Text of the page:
“Another criticism of the way that things are done by the Music Department: Why is it so hard to find out what is being performed at a recital or concert? The Music Department has a good website with a calendar that lists the performances being given on any day, but many times the program is not included in that information. I am disinclined to go to a concert when I don’t know what the program is, and I often will go to a performance just to hear one work if it’s one I am anxious to hear. Thus, I often have to go roaming around the Music Building looking for posters or sometimes even going to the person sponsoring the performance to ask what the program is. It shouldn’t be that hard.

“An issue at Overture Center is whispering. I do not understand how people have lived to the ripe old ages that most of the audience members have and not come to realize that whispering is still audible.

“Two seats away from me at Overture Hall for my symphony subscription is a woman who, at every single performance, starts to cough as soon as the music begins, noisily unzips her purse, reaches in and fumbles around until she finds her cough drop, and then noisily unwraps its cellophane cover. Every time. It is a wonderment to me that she has not discovered that she could unwrap the cough drops in advance and have them at the ready.

“When I subscribed to the San Francisco Symphony, there were bowls of wax paper wrapped cough drops at every entrance. Not a bad idea.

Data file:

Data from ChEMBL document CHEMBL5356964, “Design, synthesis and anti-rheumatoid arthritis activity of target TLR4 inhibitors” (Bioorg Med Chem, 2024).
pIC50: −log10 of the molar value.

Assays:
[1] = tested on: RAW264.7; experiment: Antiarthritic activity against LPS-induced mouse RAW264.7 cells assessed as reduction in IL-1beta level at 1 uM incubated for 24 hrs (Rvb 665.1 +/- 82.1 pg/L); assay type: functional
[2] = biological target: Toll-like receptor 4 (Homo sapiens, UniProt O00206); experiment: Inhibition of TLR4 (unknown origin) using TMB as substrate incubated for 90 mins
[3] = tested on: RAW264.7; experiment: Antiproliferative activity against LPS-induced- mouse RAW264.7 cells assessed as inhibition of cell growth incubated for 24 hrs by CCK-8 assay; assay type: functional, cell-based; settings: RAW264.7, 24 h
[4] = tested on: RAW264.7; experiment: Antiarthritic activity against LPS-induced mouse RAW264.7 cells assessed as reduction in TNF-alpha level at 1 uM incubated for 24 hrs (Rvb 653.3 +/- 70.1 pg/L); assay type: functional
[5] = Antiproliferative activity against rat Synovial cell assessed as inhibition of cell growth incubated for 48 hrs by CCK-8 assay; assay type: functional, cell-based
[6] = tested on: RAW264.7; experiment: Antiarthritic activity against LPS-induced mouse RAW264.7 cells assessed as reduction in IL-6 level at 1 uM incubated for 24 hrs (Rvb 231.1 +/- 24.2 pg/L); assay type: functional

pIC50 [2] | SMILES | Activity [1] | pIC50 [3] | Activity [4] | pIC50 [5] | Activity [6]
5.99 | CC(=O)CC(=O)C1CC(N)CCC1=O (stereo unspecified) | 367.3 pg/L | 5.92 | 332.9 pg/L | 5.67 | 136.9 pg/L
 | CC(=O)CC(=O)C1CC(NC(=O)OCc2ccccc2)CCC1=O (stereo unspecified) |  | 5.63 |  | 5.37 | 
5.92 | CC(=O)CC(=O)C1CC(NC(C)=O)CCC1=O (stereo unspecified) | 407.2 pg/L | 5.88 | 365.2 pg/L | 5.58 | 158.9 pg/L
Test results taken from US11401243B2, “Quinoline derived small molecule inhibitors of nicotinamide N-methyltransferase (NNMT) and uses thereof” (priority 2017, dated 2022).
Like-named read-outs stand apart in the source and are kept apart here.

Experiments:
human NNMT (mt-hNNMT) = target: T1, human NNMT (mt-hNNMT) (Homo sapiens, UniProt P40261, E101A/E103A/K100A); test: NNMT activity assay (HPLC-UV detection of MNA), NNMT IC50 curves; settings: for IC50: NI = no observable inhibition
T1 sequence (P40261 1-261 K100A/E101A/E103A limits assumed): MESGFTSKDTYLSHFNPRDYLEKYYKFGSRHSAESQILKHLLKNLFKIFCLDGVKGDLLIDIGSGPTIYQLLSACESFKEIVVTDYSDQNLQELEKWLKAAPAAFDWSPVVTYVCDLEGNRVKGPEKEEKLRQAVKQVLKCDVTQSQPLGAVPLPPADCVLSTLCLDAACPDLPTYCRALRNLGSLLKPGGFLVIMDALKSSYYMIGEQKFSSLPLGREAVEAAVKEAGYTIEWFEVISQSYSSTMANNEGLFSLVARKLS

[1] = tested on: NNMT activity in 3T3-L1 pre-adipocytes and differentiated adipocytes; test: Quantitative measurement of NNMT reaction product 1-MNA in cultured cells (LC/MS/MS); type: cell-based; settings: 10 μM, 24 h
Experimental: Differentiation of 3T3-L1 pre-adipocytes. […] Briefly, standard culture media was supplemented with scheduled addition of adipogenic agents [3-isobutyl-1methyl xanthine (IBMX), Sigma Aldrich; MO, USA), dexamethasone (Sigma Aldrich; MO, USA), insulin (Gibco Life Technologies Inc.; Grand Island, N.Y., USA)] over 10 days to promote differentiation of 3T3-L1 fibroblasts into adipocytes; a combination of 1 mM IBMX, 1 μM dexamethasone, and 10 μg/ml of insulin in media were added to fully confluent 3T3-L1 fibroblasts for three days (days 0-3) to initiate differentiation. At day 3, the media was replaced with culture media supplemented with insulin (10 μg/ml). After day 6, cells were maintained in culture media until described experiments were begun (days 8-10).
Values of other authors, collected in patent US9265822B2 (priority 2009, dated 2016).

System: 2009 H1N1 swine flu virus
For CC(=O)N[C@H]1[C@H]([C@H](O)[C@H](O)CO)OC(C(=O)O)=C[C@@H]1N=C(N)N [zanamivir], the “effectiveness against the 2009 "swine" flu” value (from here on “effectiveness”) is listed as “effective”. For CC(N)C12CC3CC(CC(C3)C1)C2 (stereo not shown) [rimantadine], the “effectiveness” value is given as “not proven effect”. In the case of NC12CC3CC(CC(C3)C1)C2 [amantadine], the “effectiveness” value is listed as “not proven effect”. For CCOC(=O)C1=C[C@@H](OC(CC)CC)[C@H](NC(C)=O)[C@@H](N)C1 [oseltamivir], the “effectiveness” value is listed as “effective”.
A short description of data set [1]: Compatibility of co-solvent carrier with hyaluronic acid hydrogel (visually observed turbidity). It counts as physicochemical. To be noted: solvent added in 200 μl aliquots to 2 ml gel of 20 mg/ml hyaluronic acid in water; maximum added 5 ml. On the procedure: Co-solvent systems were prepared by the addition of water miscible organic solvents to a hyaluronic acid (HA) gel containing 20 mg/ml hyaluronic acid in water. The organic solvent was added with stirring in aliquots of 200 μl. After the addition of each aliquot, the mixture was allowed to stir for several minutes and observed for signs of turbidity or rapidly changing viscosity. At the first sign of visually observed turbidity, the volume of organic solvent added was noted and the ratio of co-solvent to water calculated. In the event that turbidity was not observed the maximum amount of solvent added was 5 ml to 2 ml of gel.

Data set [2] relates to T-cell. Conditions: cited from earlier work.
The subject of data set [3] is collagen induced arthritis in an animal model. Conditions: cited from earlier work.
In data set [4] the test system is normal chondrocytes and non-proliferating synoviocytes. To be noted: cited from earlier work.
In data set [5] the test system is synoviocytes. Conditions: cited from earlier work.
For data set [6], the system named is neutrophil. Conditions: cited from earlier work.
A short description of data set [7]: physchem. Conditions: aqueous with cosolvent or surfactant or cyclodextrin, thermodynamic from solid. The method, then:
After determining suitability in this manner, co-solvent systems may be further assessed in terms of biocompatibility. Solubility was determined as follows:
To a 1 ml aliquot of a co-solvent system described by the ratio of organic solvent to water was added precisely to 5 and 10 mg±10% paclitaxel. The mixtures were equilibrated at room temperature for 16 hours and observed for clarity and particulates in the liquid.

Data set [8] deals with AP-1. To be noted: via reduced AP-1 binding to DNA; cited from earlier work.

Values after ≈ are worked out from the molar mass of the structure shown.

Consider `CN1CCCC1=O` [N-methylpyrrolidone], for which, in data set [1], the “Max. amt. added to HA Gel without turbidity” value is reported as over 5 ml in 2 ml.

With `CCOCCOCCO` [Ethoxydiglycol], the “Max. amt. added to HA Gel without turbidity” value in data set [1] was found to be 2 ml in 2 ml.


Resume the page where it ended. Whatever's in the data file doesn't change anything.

“And then there is the seemingly obligatory standing ovation syndrome that has become a standard feature of every performance in Madison. In the rest of the world a standing ovation is reserved for an extraordinary performance deserving special recognition. Here I think of Pavlov’s dog and sheep. The performance ends, one person leaps to his feet (that’s the Pavlov part) and everyone else stands (that’s the sheep). At the same time the sentiment has been lost, and it all seems rather provincial to me.

“I realize that these are all first-world problems of little importance. They are minor annoyances, but that is what a curmudgeon dwells on. And it feels great to vent.”

Do you agree with any of these complaints?

Do you have any major or minor complaints to add?

The Ear wants to hear.


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Classical music: Are concert halls and opera houses becoming refuges and shelters from the on-line world of the Web and social media?

September 19, 2015
3 Comments

By Jacob Stockinger

Are concert halls and opera houses becoming refuges and shelters from the on-line world of the Web and social media?

New York Times senior music critic Anthony Tommasini (below) thinks so. He published a long essay this week justifying his view.

tommasini-190

Along the way he also offers other suggestions, from alternative venues to informal dress, for how to increase audiences and attendance. And he thinks that live performances might help regain shortened attention spans.

In terms of the digital world, Tommasini even goes so far as to think that providing a refuge from social media could be selling points for the survival of live performances in concert halls and opera houses.

(Below bottom is an iPad in Carnegie Hall, below top, is a photo by Karsten Moran for The New York Times. Tommasini also discusses smart phones and cell phones.)

carnegiehallstage

iPad photo in Carnegie Hall Karsten Moran NYT

The Ear hopes Tommasini might be right, but fears he might be naïve – especially when it comes to younger audiences.

The Ear thinks that the new media may well end up being more powerful than such old media as opera and classical music. He suspects that concert halls and opera houses will end up accommodating and incorporating new media.

But he hopes he is wrong.

What do you think?

And how do you view Tommasini’s arguments or ideas?

The Ear wants to hear.

Here is a link to the essay: